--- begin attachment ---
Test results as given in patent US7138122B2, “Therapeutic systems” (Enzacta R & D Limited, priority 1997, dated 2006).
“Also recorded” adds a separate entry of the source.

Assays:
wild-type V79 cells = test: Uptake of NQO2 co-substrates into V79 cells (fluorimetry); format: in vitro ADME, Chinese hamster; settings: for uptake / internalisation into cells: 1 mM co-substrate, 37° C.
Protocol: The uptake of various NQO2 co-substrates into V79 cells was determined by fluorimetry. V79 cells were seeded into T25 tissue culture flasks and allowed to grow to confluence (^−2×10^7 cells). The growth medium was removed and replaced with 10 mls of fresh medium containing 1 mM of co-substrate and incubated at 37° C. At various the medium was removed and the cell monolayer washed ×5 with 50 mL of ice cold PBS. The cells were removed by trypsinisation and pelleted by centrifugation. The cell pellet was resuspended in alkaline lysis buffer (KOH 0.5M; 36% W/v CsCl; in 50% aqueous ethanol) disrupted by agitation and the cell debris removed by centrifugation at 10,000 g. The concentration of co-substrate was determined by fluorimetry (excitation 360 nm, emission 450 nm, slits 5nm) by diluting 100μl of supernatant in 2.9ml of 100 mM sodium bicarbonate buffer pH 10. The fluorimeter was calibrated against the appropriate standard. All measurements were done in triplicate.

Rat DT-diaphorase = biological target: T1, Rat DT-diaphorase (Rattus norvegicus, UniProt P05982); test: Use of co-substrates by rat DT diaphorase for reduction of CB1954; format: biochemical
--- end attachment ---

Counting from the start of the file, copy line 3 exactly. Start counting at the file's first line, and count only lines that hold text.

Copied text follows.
Assays: